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By Matt Ashare

DECEMBER 20, 1999:  In 1913, a concerned Claude Debussy ruefully considered the implications of technological developments that had brought about a world in which "one can hear famous pieces of music as easily as one can buy a glass of beer." And he wondered, "Should we not fear this domestication of sound?" Well, it's safe to say that he didn't know the half of it. After all, the music "industry" had barely gotten off the ground at that point, and it would have been impossible for anyone standing that far back in time to imagine the degree to which recorded sound would be commodified and "domesticated" over the next decades, or the enormous influence pop music would come to have, for better or worse, by the end of the 20th century (not to mention the close marketing bond that would develop between beer and music).

Of course, the 20th century hasn't quite ended. At the stroke of midnight this December 31, we will still have 365 more days to get through before the 21st century officially begins. But not even history is immune to domestication. So most of us will join in welcoming the dawn of a new decade/century/millennium in just a couple of weeks because, well, let's face it, the 1999-to-2000 changeover looks a hell of a lot more dramatic and is therefore a more marketable proposition than 2000-to-2001. Which says a lot about the degree to which appearances have come to dominate reality in our culture.

I found Debussy's words in, of all places, the text of the 300-page book that comes with the absurdly comprehensive new 26-CD box set Soundtrack for a Century: Sony Music 100 Years. You'd think that Sony would want to play down the notion that recording technology -- the company's bread and butter -- has in any way cheapened, commodified, or domesticated music. Instead, Debussy's thoughts are proudly displayed among pages and pages of text devoted to celebrating 100 years of moving music-as-product while occasionally helping to facilitate the creation and/or distribution of music that's actually moving, like Bessie Smith's "St. Louis Blues" (1925), or Bob Dylan's "Blowin' in the Wind" (1962), or Tammy Wynette's "Stand by Your Man" (1968), or Iggy and the Stooges' "Raw Power" (1972), or "Fu-Gee-La" (1995) by the Fugees. It's as if they were rubbing Debussy's nose in it, really. And why not: recorded music is so solidly entrenched as a commodity in our culture that's it's hard to imagine things being all that different 100 years from now.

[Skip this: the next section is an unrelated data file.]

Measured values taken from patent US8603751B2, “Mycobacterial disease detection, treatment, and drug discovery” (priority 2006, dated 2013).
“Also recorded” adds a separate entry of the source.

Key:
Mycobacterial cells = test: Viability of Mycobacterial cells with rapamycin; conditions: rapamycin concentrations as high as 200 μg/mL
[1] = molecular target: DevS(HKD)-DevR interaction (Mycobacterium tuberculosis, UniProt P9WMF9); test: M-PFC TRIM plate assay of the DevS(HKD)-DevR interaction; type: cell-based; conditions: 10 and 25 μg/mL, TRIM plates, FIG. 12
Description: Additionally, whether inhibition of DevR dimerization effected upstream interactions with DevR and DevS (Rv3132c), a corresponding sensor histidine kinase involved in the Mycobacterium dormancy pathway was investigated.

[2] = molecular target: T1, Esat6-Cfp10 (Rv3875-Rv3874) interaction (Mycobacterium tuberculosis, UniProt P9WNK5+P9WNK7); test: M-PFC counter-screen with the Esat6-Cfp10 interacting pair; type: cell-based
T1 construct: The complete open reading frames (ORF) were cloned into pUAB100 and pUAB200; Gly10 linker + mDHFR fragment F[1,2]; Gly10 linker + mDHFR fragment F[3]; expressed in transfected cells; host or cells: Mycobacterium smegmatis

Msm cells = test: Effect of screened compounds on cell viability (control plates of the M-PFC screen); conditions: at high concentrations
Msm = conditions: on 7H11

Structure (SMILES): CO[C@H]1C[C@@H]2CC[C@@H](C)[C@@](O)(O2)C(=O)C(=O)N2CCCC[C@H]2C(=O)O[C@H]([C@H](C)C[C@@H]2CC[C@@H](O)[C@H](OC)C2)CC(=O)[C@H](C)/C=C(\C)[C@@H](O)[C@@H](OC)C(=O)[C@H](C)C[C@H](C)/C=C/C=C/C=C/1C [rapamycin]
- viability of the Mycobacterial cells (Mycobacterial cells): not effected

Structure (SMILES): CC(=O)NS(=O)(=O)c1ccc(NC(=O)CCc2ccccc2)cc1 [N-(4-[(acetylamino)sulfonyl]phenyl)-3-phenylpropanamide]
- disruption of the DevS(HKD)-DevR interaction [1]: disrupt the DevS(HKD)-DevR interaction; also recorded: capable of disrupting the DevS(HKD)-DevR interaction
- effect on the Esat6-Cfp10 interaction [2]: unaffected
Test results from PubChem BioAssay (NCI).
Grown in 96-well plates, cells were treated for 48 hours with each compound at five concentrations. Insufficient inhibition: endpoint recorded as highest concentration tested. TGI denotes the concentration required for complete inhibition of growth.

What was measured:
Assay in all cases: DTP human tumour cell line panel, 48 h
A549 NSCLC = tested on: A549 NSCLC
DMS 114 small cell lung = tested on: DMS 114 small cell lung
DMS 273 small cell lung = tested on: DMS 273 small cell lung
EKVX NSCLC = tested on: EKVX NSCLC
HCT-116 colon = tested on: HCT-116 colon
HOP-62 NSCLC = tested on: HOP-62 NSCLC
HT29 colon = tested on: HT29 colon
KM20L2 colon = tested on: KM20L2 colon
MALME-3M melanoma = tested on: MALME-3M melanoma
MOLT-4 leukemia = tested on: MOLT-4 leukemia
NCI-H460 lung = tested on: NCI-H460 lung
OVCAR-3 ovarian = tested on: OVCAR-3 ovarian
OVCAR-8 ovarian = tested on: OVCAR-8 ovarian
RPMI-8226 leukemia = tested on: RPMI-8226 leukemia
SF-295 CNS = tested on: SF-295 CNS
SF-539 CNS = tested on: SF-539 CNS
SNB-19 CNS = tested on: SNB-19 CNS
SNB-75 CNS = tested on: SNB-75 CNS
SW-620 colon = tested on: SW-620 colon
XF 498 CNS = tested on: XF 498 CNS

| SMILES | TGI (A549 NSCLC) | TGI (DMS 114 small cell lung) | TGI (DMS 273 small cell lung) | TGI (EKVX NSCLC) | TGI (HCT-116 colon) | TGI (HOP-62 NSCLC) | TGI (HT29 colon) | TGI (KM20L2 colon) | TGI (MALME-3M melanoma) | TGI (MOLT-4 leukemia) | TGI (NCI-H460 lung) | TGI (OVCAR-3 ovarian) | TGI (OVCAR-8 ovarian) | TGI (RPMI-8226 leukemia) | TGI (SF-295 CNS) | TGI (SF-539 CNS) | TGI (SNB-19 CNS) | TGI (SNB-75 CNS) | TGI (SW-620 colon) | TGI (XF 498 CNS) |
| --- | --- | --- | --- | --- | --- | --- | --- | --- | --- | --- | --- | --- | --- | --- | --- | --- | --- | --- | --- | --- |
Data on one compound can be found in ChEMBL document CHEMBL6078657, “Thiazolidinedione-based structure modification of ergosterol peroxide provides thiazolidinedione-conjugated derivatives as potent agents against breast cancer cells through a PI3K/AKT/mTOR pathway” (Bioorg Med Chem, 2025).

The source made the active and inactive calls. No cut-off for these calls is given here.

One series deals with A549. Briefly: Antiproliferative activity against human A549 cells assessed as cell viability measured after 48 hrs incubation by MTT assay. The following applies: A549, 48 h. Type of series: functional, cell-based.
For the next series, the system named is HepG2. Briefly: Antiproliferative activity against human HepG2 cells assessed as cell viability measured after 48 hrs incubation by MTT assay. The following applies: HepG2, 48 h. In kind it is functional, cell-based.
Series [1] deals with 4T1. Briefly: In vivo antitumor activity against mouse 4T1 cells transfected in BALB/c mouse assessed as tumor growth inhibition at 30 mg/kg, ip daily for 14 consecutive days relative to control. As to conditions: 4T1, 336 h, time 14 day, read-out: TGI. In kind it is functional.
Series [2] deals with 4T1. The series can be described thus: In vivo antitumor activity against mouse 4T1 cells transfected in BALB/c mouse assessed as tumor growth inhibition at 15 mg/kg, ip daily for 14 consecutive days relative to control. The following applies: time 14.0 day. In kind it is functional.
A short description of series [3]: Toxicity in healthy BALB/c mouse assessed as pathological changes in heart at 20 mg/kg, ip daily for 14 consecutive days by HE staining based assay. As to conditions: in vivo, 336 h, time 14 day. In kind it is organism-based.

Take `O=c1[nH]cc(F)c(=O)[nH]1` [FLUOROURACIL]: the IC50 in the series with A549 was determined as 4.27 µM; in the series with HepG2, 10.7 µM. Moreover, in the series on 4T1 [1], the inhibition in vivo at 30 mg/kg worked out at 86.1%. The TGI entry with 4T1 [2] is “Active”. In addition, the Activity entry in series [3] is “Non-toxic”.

The release of the Sony set is, no surprise, timed to coincide with the end of the century/millennium. If Sony had really been interested in marking its first 100 years of making music available in recorded form, then the set would have come out 10 years ago, on the anniversary of the release on wax cylinder of "The Washington Post March" performed by the United States Marine Band conducted by John Phillip Sousa (the composition's author), and commissioned by what was then known as the Columbia Phonograph Company. It's the first cut on the first two-CD subset of Soundtrack for a Century, "Pop Music: The Early Years, 1890-1950" -- which, like the rest of the collection's two-disc subsets (devoted to everything from country and jazz to classical and "Movie Music"), can also be purchased as a discrete two-CD set. And it marked the actual beginning of Columbia/Sony's first 100 years.

Sony isn't the only company to have taken advantage of premature end of the century. There's also the more modest five-CD Rhino set Respect: A Century of Women in Music, which features, as its earliest cut, Ada Jones performing "By the Light of the Silvery Moon" and goes on to include everything from Mae West doing "I Like a Guy What Takes His Time" (1933) and Billie Holiday's "Strange Fruit" (1939) to X-Ray Spex's "Identity" and PJ Harvey's "Legs." It's easier to find a narrative thread in Respect than it is in Soundtrack for a Century, if only because gender is there to provide one. But Respect is no less a fabricated reaction to the perceived end of the century.

When it comes to pseudo-events, though, nobody does it better than the folks at MTV. And though the Sony set offers more in the way of rare treats like the Sousa recording, and Respect seems to have more cultural relevance in terms of the chunk of pop history it examines, the four MTV: The First 1000 Years CDs -- "Rock," "New Wave," "R&B," and "Hip-Hop" -- that Rhino now has on the market really do capture the moment more poetically. Each CD appears to have been thrown together at the last minute: "Hip-Hop" is organized chronologically whereas "R&B" is not, and "Rock" goes in reverse chronological order, from Beck's "Devil's Haircut" back to the Pretenders' "Brass in Pocket." But each CD is a reminder that music, no matter how crassly commodified, still has the power to mark important occasions, even when it's presented in a form that's not all that different from a beer commercial.

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